After spending some time beside the aquamarine lake and being awestruck by its sheer simplicity, elegance, and grace. We continued our journey. The scenic landscape was so alluring, we were just 15 km short of our destination. Our driver Armugam stopped, at Porthimund for tea a break. Sipping piping hot Ooty tea in such cold weather was really warm and refreshing, Suddenly I noticed a bunch of bright Red flowers in bloom swaying, on the slopes. I went near, to my dismay, it was Rhodendron Flower, I had seen the same flowers in the Himalayas. I wondered and was curious to know how this flower blooms here. Rhododendron Arboreum popularly known as Buransh is a winter flower that blooms at High altitude regions of Himalayas. It is the state flower of Uttarakhand too.
Nilgiri Rhododendron is an interesting species of Rhododendron endemic to the Western Ghats. It is a tree up to 10 m tall with bark brownish, fissured, and pinkish blaze. Crimson red bell-shaped flowers are borne in fascicles or pseudocorymbs at branch ends. Nilgiri Rhododendron is endemic to the Western Ghats, common in Nilgiris, Anamalai, and Palani Hills and rarely found in Varushanad Hills. In the local language, Tamil in Nilgiris its often referred to as puvarasu The leaves are thick, dark green in color to withstand cold. Right across the subcontinent, the Himalayas are home to 9 varieties of Rhododendron, in different colors, whereas Western ghats are home to 1 different subspecies.
We had spent enough time in exchanging information and chatting with locals, exchanging topics.
After traveling for 30 minutes we reached our destination, by afternoon. With no soul around, the place looked wild. The first sight of the fishing hut was all that was needed to send our excitement shooting our spirits sky-high. The green-colored guest house is popularly known as a Fishing hut in the midst of the Jungle in Mukurti National Park. We met the affable caretaker James and guide for us for the next 2 days. We thanked the driver for being courteous with us. We collected our backpacks and luggage and checked in to the hut.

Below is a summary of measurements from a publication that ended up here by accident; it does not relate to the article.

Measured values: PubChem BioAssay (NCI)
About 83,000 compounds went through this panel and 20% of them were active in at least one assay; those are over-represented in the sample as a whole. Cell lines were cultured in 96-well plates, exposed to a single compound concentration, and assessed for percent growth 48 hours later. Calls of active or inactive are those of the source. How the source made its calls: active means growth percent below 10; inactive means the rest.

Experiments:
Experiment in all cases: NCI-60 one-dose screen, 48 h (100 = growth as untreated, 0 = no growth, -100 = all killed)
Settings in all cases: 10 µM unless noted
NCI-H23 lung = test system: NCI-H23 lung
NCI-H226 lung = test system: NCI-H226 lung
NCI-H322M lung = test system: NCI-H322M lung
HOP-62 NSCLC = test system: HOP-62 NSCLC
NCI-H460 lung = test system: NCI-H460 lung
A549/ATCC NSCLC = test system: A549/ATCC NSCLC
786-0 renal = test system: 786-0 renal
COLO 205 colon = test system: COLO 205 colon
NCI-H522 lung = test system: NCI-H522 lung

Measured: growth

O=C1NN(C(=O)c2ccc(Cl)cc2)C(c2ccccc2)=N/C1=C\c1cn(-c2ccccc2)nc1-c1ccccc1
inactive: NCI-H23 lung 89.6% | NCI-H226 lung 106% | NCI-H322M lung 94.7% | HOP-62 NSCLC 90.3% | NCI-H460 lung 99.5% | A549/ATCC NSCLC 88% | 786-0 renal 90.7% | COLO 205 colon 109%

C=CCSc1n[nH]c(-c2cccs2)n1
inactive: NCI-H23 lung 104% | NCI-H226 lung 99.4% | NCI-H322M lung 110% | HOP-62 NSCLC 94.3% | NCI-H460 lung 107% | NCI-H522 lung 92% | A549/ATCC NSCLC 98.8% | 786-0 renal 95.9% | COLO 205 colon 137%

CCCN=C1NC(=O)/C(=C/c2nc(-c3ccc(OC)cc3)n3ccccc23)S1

The guest house is a simple structure, with partition rooms and with cot and beds. It had a simple kitchen, No Electricity.!. The hut surrounded by a wire mesh, as a barricade for safety and a trench around, to protect inmates from wild animals trespassing into the hut. What else we can ask for ?. We felt it as a Paradise in disguise !. We later realized why we were told to carry all essentials including candles, torch, and provisions by officials because of its sheer remoteness.
There is a huge water body adjoining to the hut. Though it's known as a fishing hut, NO FISHING HERE SERIOUSLY The hut is named after Richard Radcliffe, a Britisher, a famous hunter turned conservationist, he led the association in the creation of Mukurthi National Park. There is a memorial built, next to the hut and can be seen even today.
We assisted each other, in preparing dinner for the night. In the evening we left, to explore the lake and surroundings.
We could hear the calls of some carnivore, some animal movement in the bushes. A photo frame on one of the walls with a streak of 5 tigers, below the Mukurti peak taken by one of the officials, was really mesmerizing. We reached the banks of the lake, walking down the hill. We found a Carcass of a Gaur beside the water body. The sun was going down, we could spot a herd of Indian gaur - Bison walking down probably to quench their thirst in the lake.